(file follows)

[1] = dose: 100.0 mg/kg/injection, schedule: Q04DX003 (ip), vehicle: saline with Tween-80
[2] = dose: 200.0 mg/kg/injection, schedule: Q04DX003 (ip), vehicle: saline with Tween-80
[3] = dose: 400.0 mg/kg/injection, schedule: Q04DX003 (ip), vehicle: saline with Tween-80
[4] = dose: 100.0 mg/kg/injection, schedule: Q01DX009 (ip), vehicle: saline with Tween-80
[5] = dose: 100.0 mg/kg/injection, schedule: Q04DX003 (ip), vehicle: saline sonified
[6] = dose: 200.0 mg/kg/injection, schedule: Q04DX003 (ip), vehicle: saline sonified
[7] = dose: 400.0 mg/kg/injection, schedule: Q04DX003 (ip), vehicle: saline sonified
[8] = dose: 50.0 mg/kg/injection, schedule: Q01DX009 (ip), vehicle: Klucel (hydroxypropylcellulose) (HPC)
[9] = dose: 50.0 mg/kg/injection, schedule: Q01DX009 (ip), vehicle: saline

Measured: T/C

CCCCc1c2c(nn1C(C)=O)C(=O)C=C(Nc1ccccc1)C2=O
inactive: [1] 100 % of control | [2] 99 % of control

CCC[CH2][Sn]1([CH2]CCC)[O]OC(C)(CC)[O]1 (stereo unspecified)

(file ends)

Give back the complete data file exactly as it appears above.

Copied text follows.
[1] = dose: 100.0 mg/kg/injection, schedule: Q04DX003 (ip), vehicle: saline with Tween-80
[2] = dose: 200.0 mg/kg/injection, schedule: Q04DX003 (ip), vehicle: saline with Tween-80
[3] = dose: 400.0 mg/kg/injection, schedule: Q04DX003 (ip), vehicle: saline with Tween-80
[4] = dose: 100.0 mg/kg/injection, schedule: Q01DX009 (ip), vehicle: saline with Tween-80
[5] = dose: 100.0 mg/kg/injection, schedule: Q04DX003 (ip), vehicle: saline sonified
[6] = dose: 200.0 mg/kg/injection, schedule: Q04DX003 (ip), vehicle: saline sonified
[7] = dose: 400.0 mg/kg/injection, schedule: Q04DX003 (ip), vehicle: saline sonified
[8] = dose: 50.0 mg/kg/injection, schedule: Q01DX009 (ip), vehicle: Klucel (hydroxypropylcellulose) (HPC)
[9] = dose: 50.0 mg/kg/injection, schedule: Q01DX009 (ip), vehicle: saline

Measured: T/C

CCCCc1c2c(nn1C(C)=O)C(=O)C=C(Nc1ccccc1)C2=O
inactive: [1] 100 % of control | [2] 99 % of control

CCC[CH2][Sn]1([CH2]CCC)[O]OC(C)(CC)[O]1 (stereo unspecified)